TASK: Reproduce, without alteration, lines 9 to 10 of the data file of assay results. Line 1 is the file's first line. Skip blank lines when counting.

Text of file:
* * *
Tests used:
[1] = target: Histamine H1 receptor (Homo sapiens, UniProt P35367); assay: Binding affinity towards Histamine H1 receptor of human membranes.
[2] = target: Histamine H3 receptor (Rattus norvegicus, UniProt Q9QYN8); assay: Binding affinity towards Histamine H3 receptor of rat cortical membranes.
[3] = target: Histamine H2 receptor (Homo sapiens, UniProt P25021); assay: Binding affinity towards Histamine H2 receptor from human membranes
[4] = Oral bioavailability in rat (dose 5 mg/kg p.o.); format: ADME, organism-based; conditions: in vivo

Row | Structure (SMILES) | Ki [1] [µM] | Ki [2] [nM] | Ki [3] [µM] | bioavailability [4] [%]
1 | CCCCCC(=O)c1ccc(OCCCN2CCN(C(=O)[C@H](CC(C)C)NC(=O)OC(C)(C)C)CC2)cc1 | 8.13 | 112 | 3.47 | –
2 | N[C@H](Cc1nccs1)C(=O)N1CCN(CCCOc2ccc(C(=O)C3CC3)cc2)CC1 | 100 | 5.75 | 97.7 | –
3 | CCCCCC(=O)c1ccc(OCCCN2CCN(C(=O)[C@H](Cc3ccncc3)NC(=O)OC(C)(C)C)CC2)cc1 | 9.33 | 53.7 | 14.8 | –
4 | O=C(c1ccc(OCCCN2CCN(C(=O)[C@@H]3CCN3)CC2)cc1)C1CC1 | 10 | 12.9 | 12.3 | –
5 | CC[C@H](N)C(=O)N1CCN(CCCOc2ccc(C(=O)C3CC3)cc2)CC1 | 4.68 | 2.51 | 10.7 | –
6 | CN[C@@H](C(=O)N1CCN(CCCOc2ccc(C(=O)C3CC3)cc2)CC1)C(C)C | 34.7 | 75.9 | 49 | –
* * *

3 | CCCCCC(=O)c1ccc(OCCCN2CCN(C(=O)[C@H](Cc3ccncc3)NC(=O)OC(C)(C)C)CC2)cc1 | 9.33 | 53.7 | 14.8 | –
4 | O=C(c1ccc(OCCCN2CCN(C(=O)[C@@H]3CCN3)CC2)cc1)C1CC1 | 10 | 12.9 | 12.3 | –